I just finished taking an independent study course for CS282 - Computer Physics Simulation. It was the first time it was offered at the college I'm attending. The textbook was "Game Physics Engine Development: How to Build a Robust Commercial-Grade Physics Engine for Your Game" by Ian Millington. This book is full of grammatical errors and, while a useful reference, is difficult to code from. The source code that is provided with the book is much more complete than the book illustrates and there is a level of difficulty deciphering the code, especially for graphical purposes as there is not even a primer on how to do something on your own with the engine, which in fact is broken or unimplemented in places, or how to use GLUT, which is the graphic utility the book uses and IS NOT DEVELOPED ANYMORE! In fact, most of the references in this book were not from the last decade, which isn't too bad for teaching code that's 15 years old, I suppose. While this text is a great resource for the big picture of physics simulation in a beginner setting, it does not introduce a friendly sandbox for CS students to play in.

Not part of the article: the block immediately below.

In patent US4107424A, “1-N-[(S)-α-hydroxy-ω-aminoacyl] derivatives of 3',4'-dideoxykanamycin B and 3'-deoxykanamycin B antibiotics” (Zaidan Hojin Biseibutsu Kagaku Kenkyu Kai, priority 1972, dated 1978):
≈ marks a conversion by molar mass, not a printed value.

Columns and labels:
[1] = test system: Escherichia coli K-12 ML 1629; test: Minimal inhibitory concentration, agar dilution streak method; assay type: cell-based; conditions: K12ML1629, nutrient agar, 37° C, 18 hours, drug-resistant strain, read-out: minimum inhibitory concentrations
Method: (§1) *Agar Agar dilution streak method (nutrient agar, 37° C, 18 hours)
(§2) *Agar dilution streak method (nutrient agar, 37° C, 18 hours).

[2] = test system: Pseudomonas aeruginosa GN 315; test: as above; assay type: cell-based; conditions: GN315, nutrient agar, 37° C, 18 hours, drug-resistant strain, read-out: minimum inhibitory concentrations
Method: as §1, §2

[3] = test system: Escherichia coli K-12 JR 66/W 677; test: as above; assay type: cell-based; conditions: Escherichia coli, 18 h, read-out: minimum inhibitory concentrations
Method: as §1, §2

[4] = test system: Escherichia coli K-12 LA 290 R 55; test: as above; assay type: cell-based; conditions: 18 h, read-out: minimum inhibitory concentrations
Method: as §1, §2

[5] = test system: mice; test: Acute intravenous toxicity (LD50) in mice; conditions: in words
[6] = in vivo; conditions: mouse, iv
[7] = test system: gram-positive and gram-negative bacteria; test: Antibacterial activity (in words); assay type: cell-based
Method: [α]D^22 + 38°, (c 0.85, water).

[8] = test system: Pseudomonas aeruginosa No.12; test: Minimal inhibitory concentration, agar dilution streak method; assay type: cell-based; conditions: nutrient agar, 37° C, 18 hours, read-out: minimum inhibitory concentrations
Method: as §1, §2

This was basically an experiment to find out what works and what doesn't. My professor also included a textbook for using ActionScript with a physics engine, but the text required prior knowledge of how physics engines worked so we dropped it for practicality.
My question is this:
I'm in the process of writing a reflection paper and I'd like to be able to recommend an alternative to these texts that provides an easy way for CS students to jump in and write code and actually be able to see the fruits of their labors, possibly with python. Can anybody recommend a good resource and/or text that would be useful to this end? For those who have taken this course or similar, what have been your experiences?